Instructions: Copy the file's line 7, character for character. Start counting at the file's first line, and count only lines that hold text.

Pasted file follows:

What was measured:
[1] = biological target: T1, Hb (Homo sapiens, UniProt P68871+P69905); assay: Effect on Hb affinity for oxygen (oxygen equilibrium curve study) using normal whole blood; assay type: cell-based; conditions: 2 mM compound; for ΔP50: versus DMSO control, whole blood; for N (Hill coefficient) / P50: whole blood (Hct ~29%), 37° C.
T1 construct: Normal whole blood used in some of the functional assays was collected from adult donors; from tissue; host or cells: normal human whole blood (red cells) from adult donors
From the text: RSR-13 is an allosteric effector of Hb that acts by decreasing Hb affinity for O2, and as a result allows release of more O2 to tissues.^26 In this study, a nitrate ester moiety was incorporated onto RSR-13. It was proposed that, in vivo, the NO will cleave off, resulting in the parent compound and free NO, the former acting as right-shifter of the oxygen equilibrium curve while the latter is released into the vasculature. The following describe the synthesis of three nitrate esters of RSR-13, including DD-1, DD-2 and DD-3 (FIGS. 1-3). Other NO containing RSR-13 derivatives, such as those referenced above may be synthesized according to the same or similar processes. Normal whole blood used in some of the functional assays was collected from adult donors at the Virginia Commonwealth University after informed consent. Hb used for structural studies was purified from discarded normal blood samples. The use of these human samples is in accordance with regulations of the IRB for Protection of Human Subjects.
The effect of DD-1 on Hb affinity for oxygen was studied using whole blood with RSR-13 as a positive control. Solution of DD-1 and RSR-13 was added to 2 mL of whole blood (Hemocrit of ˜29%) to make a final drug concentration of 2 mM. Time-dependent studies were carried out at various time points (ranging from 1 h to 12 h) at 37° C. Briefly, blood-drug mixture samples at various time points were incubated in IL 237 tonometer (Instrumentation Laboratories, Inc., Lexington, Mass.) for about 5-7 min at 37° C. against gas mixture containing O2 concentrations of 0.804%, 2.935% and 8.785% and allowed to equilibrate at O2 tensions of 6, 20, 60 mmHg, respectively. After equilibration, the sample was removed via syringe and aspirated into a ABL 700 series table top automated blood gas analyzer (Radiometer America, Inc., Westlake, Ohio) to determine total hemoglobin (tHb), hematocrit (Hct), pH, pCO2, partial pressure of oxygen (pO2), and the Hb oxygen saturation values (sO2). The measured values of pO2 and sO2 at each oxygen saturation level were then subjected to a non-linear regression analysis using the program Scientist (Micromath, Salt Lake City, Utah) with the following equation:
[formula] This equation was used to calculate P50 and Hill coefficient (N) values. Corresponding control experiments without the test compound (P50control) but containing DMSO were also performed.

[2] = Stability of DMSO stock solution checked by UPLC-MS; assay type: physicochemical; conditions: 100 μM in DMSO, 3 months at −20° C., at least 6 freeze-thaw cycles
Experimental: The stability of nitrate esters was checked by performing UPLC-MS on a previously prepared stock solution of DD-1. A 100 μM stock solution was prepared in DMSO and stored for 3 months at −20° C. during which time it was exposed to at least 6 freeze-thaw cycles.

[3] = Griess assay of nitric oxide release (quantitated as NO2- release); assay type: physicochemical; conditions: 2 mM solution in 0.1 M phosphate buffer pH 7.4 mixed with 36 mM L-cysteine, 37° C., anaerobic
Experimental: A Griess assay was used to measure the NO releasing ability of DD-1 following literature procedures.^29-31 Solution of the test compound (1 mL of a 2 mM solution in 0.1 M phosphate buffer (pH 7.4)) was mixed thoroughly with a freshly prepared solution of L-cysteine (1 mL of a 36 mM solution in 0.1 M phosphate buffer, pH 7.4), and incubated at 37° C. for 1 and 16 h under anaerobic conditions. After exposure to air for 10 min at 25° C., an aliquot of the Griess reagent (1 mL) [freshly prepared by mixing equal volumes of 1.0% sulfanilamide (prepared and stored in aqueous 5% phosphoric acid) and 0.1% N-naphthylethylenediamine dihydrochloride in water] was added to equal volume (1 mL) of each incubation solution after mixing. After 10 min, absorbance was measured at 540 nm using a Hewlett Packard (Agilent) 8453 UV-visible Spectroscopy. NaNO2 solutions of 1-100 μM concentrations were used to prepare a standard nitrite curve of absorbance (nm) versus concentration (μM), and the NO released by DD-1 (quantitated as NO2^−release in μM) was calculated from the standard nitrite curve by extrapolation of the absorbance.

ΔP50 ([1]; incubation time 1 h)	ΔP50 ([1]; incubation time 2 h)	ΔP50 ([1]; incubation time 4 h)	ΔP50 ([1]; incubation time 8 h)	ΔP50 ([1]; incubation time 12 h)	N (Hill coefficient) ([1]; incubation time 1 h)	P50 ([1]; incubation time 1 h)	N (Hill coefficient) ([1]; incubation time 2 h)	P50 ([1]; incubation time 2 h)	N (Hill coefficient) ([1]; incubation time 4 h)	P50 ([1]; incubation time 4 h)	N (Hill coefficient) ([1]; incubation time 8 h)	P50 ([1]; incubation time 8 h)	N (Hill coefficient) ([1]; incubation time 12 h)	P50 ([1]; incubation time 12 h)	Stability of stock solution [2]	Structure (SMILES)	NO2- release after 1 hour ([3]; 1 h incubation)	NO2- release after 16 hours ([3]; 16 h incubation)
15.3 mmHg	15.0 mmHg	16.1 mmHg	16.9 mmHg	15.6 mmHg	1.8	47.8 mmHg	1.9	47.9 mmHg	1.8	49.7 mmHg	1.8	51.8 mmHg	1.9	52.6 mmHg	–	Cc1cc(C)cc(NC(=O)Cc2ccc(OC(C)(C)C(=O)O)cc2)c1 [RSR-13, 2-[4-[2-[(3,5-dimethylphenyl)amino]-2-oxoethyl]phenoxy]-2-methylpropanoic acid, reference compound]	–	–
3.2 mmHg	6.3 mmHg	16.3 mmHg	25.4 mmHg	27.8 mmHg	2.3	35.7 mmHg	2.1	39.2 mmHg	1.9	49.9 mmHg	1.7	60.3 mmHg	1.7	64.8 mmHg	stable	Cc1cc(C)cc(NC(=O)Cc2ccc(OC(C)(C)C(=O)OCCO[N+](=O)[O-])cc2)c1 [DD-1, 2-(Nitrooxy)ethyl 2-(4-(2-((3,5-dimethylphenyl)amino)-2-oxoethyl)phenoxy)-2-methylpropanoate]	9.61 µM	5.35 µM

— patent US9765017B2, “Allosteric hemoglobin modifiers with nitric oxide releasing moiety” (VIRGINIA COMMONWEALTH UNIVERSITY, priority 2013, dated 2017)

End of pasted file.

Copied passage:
[2] = Stability of DMSO stock solution checked by UPLC-MS; assay type: physicochemical; conditions: 100 μM in DMSO, 3 months at −20° C., at least 6 freeze-thaw cycles